CERIAS - Center for Education and Research in Information Assurance and Security

Skip Navigation
CERIAS Logo
Purdue University
Center for Education and Research in Information Assurance and Security

Trusted Medical Information System and Health Informatics

Principal Investigator: Xukai Zou

In December of 2004 a US Marine is severely wounded during combat operations in Iraq.  After receiving world class treatment at Bethesda Naval Hospital and the Indianapolis VA medical center, the patient is able to carry on a normal civilian life in Indianapolis.  Several months later the veteran gets in an accident and is transported via medi-vac to a non-VA facility trauma center in Indianapolis for care.  The provider looks up the patients data using the Indiana Health Information Exchange and the patient has a highly positive outcome. This outcome is only because critically important medical data was made available to the provider at the right time via a collaborative database between local hospitals. This scenario is only possible if VA hospitals can securely manage sharing of data between non VA health care facilities and themselves.    The security schema the VA needs to meet this is a highly secure, manageable, portable, scalable, granular to the record & field level and most importantly cost effective security architecture. 

It is with great enthusiasm we present the VISTALOCK security schema to the Department of Veterans Affairs.  The scientists who have invented this technology are offering the Department of Veterans Affairs the opportunity to collaborate with them by implementing the already developed and proven technology across the VA Health Care domain.  The VISTALOCK security architecture, using TEGO technology, is designed to be flexible and adaptable to support the security needs of VA and ALL of its national, regional and local affiliates. 

VISTALOCK addresses four major security functions needed in collaborative data exchange and sharing, that is, Hierarchical Access Control (HAC), Secure Group Communication (SGC); Differential Access Control (DAC); Secure Dynamic Conferencing (SDC), enforces confidentiality, integrity, authentication,  and fine tuned authorized access of patient records with granularity to the field and record level based on Cryptography and Key Management, and  provides the capabilities of scalability, efficiency, dynamics,  flexibility, and transparence.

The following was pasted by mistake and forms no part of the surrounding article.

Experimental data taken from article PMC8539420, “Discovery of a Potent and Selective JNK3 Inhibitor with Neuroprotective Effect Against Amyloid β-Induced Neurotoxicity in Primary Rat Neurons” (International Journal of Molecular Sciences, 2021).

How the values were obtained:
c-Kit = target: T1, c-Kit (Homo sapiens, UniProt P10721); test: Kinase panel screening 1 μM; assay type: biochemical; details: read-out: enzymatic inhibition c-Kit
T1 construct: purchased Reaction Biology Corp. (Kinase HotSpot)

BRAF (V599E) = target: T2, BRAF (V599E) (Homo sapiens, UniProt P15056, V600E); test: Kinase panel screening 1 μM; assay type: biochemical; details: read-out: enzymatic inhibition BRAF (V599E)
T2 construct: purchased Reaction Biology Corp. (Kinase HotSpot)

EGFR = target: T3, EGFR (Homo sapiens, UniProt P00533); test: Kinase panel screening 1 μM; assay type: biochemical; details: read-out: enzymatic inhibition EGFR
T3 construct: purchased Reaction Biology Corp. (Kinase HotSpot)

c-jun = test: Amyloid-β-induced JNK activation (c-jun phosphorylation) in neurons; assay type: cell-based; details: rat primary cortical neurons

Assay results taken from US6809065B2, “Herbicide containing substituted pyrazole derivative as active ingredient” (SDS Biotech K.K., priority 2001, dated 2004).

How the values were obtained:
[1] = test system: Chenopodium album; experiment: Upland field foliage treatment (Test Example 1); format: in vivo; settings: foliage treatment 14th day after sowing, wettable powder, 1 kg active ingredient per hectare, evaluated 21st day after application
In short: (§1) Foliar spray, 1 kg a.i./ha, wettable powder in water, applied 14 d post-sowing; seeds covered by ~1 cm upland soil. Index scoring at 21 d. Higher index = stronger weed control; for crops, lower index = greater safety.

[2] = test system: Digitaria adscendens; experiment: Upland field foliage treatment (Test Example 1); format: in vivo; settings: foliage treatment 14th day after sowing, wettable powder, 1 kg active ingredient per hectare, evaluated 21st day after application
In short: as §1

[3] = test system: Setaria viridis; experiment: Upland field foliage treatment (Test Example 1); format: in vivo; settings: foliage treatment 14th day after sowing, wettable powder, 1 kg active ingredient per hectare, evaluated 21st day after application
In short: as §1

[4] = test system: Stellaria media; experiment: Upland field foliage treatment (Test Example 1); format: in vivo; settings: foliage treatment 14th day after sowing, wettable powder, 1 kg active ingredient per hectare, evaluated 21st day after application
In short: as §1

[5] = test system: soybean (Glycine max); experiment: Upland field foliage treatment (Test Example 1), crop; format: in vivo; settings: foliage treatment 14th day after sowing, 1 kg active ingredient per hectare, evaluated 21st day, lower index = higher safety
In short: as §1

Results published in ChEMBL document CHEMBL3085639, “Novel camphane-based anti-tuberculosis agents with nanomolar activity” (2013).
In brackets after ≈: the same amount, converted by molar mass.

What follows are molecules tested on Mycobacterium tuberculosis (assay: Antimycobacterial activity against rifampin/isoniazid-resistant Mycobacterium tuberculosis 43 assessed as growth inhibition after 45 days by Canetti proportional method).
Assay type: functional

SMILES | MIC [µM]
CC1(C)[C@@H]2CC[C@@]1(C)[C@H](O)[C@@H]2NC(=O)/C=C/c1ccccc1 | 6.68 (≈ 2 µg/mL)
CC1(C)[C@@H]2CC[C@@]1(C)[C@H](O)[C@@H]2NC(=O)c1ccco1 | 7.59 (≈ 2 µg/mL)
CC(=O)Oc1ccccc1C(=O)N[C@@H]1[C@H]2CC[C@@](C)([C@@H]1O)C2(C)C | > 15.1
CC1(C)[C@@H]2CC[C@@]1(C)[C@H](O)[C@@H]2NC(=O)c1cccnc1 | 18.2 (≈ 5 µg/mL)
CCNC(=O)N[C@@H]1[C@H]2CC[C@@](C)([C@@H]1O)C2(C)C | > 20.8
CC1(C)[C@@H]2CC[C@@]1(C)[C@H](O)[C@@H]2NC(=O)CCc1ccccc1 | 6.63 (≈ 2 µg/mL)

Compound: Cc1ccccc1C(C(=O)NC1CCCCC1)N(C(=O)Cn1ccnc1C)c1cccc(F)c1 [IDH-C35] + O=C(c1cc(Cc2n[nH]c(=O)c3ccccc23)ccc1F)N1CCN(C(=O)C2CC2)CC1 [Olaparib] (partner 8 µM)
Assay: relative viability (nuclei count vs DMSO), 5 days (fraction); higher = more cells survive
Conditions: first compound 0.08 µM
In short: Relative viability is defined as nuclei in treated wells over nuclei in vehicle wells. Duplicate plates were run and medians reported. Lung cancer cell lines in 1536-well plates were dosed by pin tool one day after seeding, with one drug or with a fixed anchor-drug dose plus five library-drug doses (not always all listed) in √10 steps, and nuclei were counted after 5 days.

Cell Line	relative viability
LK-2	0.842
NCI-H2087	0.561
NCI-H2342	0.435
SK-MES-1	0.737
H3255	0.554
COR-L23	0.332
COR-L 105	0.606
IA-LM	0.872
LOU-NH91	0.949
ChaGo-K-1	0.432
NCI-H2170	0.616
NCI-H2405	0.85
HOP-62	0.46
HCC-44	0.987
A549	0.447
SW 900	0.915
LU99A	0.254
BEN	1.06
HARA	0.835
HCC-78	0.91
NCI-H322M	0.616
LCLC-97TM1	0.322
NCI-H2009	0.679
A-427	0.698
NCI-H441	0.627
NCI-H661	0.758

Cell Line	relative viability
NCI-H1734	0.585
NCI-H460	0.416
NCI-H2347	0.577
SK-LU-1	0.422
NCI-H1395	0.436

The VISTALOCK security system is a bolt on security architecture that works in addition to the existing system(s) for which it protects, it will require no changes to the VISTA database repository and will act as a security gateway for all VISTA data traffic between the client and host.  The VA will be able to apply best of breed technology to its security architecture, by providing modular and portable security services to the Vista/HealtheVET system.  This enables the VA to continue full speed ahead with HealtheVET development as planned while still enabling secured collaborative data sharing capabilities to its architecture with external local health care facilities and practices. 

Personnel

Other PIs: Y. Dai (UTK)

Students: Yan Sui Kai Wang

Representative Publications

  • X. Zou, Y.S. Dai, B. Doebbeling, and M. Qi, Dependability and Security in Medical Information System,  the 12th International Conference on Human-Computer Interaction, 2007, Lecture Notes of Computer Science (LNCS), vol. 4553, pp.316-326.

  • Wang, Y. Sui, X. Zou, A. Durresi, and S. Fang, Pervasive and Trustworthy Healthcare. The First IEEE  International Workshop on Bio Computing (BioCom’08), Okinawa, Japan, March 25 - 28, 2008,  pp. 750–755.

Keywords: access control, collaborative data exchange, key management, medical records, Privacy, security architecture, VISTALOCK security schema